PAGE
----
Inducted on September 28, 1975

Born Valentine Braun on April 27, 1891, he started his career in 1908 with a KO of “Kid” Peters and scored 31 more that year, plus 5 no decision in a career from 1908 to 1914. He was KO’ed once by Leach Cross.

  • Note by Luckett Davis. The following unverified fights were first listed in Brown’s published record in the Police Gazette Sporting Annual, 1911 edition. Several of them are probably amateur affairs (see Dan Morgans’s book, DUMB DAN; Morgan was Brown’s manager). Some of them may have been held in private and others may not have been held at all. These fights would have occurred in 1908 or earlier. Jack Kincaid (researcher, Bronx NY) has searched the available New York City area newspapers for this period and none could be located.

Kid Peters, KO-2; Young Rooney, KO-2; Charlie Young, KO-2; Johnny Falter, KO-1; Charlie Meyer, KO-3; Kid Higgins, KO-3; Jack Haines, KO-1; Al White, KO-1; Billy Kreamer (should be Kramer), ND-W Pts 4; Kid Burke, KO-1; Kid Chain, KO-2; Young Carroll, KO-2; Babe O’Leary, KO-2; Jerry Dunn, KO-4; Packy Hommey, KO-1; Young Kelly, KO-1; Kid Walsh, KO-1; Tommy Maloney, ND-W Pts 6; Young Wagner, ND-W Pts 6; Young Walters, KO-1; Billy Lustig, ND-W Pts 4; Johnny Moran, KO-2; Johnny Moran, KO-6; Young Gillespie, KO-3; Young Alberts, KO-2; Todo (should be Tode) Leonard, KO-2.

  • one exhibition bout: Sept. 11, 1912 – Joe Jeannette – Brooklyn, NY, USA – EXH-3

Brown’s biggest moments came when he attempted to knock out reigning champion Ad Wolgast in a no-decision fight. In their first bout, Brown dominated the confused and disoriented Wolgast with his puzzling southpaw stance. Brown, though easily capturing the newspaper verdict, still remained a challenger due to the infamous no-decision rule. In their rematch, Wolgast fought better, but Brown didn’t get any worse and had the upper hand throughout. Later in the bout, however, Brown had his biggest chance to capture the elusive lightweight crown. He caught Wolgast with a cracking shot right on the chin and hurt him badly. Instead of finishing the reeling and beaten Wolgast like 90% of fighters would have, Brown reacted on this great moment with no fury at all. With the crowd roaring and manager “Dumb” Dan Morgan literally screaming for his fighter to win the title, Brown gave away his chance, stating afterwards that he feared a counter attack by Wolgast. Wolgast, although still groggy during the closing three rounds, survived Brown and retained his title via no-decision.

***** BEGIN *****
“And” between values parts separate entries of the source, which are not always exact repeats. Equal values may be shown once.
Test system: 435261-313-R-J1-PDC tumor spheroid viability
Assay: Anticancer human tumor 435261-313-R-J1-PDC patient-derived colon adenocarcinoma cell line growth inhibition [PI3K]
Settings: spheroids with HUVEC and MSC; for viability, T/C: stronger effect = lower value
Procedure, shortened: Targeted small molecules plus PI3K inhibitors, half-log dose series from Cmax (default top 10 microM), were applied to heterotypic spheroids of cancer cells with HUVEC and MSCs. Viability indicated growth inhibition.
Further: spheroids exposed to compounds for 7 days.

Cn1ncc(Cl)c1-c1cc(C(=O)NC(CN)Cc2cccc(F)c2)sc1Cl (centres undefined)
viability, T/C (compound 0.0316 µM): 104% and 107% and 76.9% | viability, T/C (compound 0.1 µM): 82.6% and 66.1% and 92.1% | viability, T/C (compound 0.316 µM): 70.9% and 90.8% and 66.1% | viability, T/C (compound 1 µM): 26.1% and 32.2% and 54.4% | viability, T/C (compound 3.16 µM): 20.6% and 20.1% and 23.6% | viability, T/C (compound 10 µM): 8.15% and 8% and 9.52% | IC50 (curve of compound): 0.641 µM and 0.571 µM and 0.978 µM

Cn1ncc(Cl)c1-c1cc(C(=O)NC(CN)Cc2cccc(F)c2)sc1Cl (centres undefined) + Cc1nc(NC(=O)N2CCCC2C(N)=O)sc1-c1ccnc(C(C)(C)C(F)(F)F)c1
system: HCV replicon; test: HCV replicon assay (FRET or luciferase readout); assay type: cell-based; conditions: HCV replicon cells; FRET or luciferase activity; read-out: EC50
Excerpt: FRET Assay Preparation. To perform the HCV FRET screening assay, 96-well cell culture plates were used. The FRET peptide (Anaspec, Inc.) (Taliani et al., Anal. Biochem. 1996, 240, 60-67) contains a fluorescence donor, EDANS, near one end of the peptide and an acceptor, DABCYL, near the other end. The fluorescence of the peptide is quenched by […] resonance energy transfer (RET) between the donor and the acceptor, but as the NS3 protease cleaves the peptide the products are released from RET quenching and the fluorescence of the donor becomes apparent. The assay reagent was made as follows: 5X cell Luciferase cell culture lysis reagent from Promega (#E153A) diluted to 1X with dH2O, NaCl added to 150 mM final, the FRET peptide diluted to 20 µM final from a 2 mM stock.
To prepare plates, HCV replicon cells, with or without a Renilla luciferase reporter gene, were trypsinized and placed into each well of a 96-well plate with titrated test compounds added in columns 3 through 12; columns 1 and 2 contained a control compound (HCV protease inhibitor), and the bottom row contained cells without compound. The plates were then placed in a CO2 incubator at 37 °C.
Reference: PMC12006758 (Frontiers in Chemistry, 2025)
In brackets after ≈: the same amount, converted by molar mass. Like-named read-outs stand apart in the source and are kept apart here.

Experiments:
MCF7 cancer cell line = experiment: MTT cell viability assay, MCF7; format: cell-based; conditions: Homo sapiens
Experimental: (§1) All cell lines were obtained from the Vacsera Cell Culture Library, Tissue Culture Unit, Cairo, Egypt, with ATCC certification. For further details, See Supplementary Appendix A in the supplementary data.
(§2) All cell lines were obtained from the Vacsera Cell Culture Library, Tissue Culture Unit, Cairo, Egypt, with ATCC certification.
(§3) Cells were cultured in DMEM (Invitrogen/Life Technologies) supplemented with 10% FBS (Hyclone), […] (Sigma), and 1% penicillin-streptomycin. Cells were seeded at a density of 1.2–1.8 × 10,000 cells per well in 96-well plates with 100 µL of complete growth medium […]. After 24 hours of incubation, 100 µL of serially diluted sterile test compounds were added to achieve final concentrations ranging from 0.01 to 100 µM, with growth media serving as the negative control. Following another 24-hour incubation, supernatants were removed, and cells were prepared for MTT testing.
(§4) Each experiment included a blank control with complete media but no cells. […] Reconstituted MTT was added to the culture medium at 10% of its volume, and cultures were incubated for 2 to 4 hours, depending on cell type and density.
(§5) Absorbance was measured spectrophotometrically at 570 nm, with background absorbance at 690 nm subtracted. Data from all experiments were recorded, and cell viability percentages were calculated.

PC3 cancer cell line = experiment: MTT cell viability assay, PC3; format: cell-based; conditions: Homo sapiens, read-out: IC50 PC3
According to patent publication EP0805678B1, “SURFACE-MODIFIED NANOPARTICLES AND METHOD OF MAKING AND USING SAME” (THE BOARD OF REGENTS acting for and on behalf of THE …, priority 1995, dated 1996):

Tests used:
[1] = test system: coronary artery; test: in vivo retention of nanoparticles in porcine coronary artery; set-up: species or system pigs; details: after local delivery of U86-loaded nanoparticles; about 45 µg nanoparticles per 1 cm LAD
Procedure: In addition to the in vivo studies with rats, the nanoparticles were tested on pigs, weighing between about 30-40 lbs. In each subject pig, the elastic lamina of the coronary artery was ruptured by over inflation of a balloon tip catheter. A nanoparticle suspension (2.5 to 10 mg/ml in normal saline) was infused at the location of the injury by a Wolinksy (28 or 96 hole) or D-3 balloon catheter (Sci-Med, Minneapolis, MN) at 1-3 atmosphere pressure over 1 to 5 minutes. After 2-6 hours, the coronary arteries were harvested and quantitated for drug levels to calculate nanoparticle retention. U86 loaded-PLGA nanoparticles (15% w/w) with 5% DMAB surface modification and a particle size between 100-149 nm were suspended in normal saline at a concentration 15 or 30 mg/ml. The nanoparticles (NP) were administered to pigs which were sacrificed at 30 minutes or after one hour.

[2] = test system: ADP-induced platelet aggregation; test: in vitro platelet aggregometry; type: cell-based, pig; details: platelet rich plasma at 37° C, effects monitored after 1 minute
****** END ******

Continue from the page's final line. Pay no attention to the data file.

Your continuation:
By Barry Deskins:
Knockout Brown was certainly a character to remember. He was short, pudgy, and pigeon-toed. Blond hair covered his head and he had a cowlick across his forehead, and supposedly he was cross-eyed. Fans and opponents alike would roar with laughter upon first glance, but after a bout had started cheers accompanied the laughter because Brown could really fight…well!

His appearance may have boosted an opponent’s confidence before the bell rang, but that confidence was often short lived after they got a taste of the dynamite that Brown carried in either fist.

Record researched by, and is courtesy of, Barry Deskins of the International Boxing Research Organization (IBRO). He was assisted by and extends his gratitude to Mike DeLisa (CBZ & IBRO), Harry Shaffer of Antiquities of the Prize Ring, Chuck Hasson, Tracy Callis (IBRO) and Luckett Davis (IBRO).

Boxing Record: Knockout Brown